Online connectivity with fans is a crucial element in efforts by elite European soccer clubs to penetrate the lucrative Asian market. Photo source: https://www.wowkeren.com/foto/album/isl-all-star-vs-juventus/isl-all-star-vs-juventus-02.html
The time when the soccer ‘fan experience’ exclusively meant going to stadiums to watch games has long passed. Nothing beats the thrill and exhilaration of watching a derby match in a stadium, but for the big European clubs, online audiences are now equally – if not more – important for growth.
In Europe, a fan’s chosen team is often preselected at birth based on local proximity or through long-standing family traditions. However, elite European clubs are well aware that it’s a different game in Asia, where fan bases are largely untapped and can even be won over. The key to winning the war: rapid mobile technology adoption, local presence and localised content.
Localized content in particular is a powerful ingredient for getting closer to fans. This tactic means clubs must go beyond global content and word-for-word translations, and instead create ‘local’ authentic content that fulfils the unique cultural and socio-economic interests of the local fanbase. The big teams, like Liverpool, Real Madrid and Bayern Munich, are already taking this route.
Indonesia – the next big growth opportunity
The diversity of Asia’s culture and heritage is reflected in the diverse ways modern fans want to consume content. In Japan, fans like to receive short updates via Twitter or Mixi and read stories published on Line, while Indonesian fans prefer entertainment and spectacular goals on Facebook and Twitter.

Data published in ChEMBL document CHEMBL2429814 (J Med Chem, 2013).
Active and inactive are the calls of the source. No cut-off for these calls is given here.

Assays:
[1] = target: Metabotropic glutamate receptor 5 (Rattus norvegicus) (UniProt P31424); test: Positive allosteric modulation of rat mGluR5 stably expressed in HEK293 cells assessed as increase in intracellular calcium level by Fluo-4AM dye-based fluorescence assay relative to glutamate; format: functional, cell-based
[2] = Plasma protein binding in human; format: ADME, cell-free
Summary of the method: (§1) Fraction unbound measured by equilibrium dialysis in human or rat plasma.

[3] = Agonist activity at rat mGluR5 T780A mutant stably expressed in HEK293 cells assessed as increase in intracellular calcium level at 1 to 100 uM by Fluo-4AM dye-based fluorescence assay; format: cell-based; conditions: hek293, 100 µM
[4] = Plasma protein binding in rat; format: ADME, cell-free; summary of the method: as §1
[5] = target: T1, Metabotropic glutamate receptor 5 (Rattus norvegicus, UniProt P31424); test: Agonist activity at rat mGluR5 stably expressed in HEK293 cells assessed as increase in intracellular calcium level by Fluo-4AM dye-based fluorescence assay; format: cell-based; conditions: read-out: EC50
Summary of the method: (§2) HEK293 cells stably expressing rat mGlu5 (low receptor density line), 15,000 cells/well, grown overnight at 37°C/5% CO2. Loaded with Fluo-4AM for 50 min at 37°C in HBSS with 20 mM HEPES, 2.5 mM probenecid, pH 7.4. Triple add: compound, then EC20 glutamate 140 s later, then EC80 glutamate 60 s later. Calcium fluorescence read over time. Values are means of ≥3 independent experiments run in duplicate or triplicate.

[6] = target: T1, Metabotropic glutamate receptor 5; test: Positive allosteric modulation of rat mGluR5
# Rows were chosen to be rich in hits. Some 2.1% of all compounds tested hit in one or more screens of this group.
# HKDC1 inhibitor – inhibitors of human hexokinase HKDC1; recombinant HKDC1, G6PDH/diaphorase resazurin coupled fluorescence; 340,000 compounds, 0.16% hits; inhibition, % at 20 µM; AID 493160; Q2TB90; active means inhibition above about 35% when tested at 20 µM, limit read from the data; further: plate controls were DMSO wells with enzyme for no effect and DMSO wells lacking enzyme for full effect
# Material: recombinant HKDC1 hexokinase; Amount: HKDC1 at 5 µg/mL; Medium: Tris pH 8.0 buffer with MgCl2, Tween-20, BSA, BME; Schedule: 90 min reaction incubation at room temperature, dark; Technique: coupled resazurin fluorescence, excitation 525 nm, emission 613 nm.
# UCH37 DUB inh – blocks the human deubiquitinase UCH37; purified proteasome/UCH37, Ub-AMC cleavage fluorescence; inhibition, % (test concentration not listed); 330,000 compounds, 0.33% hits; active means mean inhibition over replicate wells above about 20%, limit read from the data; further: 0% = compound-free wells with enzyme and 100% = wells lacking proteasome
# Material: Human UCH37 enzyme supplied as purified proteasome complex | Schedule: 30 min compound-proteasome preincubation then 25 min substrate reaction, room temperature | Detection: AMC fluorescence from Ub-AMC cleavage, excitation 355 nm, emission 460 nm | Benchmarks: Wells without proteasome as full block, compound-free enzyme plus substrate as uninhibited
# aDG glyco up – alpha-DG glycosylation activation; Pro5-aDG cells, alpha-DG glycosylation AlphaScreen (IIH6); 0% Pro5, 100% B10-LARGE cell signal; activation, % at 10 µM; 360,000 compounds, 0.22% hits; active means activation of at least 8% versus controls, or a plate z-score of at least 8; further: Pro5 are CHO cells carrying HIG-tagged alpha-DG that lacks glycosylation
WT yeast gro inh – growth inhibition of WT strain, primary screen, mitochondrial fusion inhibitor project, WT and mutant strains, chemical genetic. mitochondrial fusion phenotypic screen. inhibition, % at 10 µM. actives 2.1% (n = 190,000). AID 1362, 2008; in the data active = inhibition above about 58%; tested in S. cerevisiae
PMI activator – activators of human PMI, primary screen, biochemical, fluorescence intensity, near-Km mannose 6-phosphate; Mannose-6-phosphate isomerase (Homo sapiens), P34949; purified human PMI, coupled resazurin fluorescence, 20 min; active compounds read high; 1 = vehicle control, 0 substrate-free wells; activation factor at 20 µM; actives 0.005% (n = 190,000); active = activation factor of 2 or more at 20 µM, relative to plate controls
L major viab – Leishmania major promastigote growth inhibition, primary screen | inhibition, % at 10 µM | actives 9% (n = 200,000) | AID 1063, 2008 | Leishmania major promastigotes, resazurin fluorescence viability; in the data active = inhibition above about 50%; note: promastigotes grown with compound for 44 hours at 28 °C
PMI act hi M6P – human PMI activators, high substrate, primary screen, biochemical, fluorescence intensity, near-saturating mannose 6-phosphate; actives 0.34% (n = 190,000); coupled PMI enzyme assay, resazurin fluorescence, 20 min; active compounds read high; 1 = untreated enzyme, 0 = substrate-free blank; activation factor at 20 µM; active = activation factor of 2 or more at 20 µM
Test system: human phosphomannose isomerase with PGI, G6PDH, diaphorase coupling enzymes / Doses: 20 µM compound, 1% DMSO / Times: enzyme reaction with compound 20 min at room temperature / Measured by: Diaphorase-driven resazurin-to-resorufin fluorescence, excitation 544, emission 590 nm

A closer look at Indonesia shows that it represents a unique growth opportunity:
Indonesia is Asia’s third most populous country with 260 million people
It has a large youth population (42.4% are between 25 and 54 years old, with 25% between 0-14, who will replace the current workforce as they move past working age)
People love sharing content (photos of their daily lives, status updates, links to articles on lifestyle topics)
It’s a mobile-first country (Indonesia’s mobile audience is almost 2.5 times the size of its desktop counterparts)
Internet penetration is growing rapidly
It is estimated that half of the country’s total population watch Premier League matches every week.
Indonesians average 3 hours and 26 minutes per day on social media, the fourth highest globally
Several clubs turned their attention to Indonesia, most clearly in 2016 when Real Madrid, among others, joined the "om telolet om" craze, an Indonesia phrase used by children at the roadside for the sake of getting bus drivers to honk their horns. The phrase gained global recognition overnight, with teams like Real Madrid jumping on the bandwagon.
Furthermore, Indonesian fans can now expect ‘Ramadan Mubarak’ greetings on the Twitter feeds of their favorite clubs’ official accounts every year, and even ’17-an’ posts that pay tribute to the country’s Independence Day – a form of cultural marketing that pays dividends in the long run if executed right.